Comments for On Catabolic Collapse

Alfred said...
This is a nice explanation of some very unpleasant facts. I first learnt of them back in the early 70's when I used the Dynamo modelling language and read up all Professor Jay Forrester's books.
6/1/06, 12:19 AM
 John Michael Greer said...

Thank you! You probably won't be surprised to learn that "The Limits to Growth," which I also read in the 70s, had quite a bit of influence on the catabolic collapse theory. TLtG's prediction that the costs of growth would rise faster than the benefits, and put industrial society into a vise between rising costs and diminishing resources, is more or less the catabolic collapse theory, phrased another way.
6/4/06, 12:40 AM
 shiningwhiffle said...
The link to your article is broken, and even the Internet Archive's Wayback Machine doesn't have a copy of it from when it was still up. Is there another place to find your article?
1/22/13, 8:41 AM
 Joy said...
If shiningwhiffle is still checking in, he/she can find "How Civilizations Fall" at:
8/20/13, 8:01 PM
 Annabel said...

Hello, John

Do all the most important ideas you present here end up in your books? I'm learning a lot from your blog and contemplating going back to the beginning and going through every post in order. But if it's all in your books, I'd rather read the books.

2/27/14, 2:25 AM
 Howie Longstone said...
You know, the new field of constructual law theory could lend insight into this topic as it's applications offer the opportunity to place a value on such societal, economic, and environmental events as they pertain to a civilization and how they either speed up or decline the rate of collapse within society.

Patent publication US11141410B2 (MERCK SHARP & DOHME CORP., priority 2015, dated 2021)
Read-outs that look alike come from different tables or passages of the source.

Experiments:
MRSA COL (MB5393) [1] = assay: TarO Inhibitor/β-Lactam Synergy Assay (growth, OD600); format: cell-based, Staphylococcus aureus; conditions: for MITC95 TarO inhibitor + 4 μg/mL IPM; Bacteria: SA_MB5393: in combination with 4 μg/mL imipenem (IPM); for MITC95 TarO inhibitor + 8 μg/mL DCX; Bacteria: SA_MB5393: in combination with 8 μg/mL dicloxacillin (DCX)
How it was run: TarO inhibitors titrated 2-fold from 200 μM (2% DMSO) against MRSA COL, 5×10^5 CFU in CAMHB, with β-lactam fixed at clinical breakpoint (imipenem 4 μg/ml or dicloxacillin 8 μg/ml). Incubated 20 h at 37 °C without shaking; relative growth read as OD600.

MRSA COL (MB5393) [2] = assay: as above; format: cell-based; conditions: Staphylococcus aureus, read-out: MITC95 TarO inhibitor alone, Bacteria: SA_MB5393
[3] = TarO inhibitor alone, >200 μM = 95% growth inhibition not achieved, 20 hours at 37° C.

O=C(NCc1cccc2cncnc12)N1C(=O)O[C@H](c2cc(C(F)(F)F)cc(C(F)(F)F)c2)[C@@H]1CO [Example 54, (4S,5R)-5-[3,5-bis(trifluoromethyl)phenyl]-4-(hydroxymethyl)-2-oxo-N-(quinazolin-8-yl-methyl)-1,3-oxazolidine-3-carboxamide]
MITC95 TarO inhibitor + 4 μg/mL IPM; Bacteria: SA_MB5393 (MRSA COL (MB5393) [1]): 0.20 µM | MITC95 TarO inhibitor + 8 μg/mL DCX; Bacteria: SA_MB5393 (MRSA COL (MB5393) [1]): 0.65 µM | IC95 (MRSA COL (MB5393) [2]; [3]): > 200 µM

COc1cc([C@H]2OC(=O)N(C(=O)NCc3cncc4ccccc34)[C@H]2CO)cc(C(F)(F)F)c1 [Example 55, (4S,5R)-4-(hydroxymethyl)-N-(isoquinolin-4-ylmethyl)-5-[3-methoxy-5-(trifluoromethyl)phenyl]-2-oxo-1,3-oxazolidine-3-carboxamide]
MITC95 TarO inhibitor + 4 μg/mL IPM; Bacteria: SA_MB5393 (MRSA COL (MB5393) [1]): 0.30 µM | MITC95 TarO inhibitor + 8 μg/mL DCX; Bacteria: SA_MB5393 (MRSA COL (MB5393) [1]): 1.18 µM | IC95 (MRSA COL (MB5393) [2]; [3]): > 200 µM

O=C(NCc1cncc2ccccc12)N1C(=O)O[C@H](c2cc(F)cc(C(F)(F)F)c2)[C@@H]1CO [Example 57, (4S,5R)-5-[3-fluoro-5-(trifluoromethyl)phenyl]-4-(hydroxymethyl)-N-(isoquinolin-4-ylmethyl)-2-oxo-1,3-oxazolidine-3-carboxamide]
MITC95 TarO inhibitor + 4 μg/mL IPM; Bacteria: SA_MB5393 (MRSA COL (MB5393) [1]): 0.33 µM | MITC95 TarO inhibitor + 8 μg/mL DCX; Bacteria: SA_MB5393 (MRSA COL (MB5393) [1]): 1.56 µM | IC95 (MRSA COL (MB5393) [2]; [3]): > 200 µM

To simplify, take for instance a stream, a civilization may put a damn on the stream, however this damn interferes with the natural access flow of the pre-excisting environment. As the theory suggests, when a technology or innovation begins to alter, or otherwise impede this flow, it creates more problems as it denies or limits access to anyone not benefiting from the dam. Now depending on the surrounding environment, how the water from the dam is used and applied, and the societies laws surrounding the dam it will either be more or less beneficial depending on how drastically it effects the evolutionary traits of the surrounding environment, ecosystems, and even the society itself.

In this way, with the application of constructual law as it pertains to archeology and collapse of complex societies, one can begin to collaborate data to begin to offer a value to societal, economic, technological, and environmental impacts as they are applied and how they are applied, to determine and even begin to predict the downfall of societies based upon these traits and variables within a provable physics equation.

However that particular field is still in its infancy stages and requires much more mathematical calculations before one can begin to create an algorithm to predict the fall of civilizations given its traits, tendencys, societal laws, environment, technology, and the use/applications of those things.
1/2/17, 12:48 PM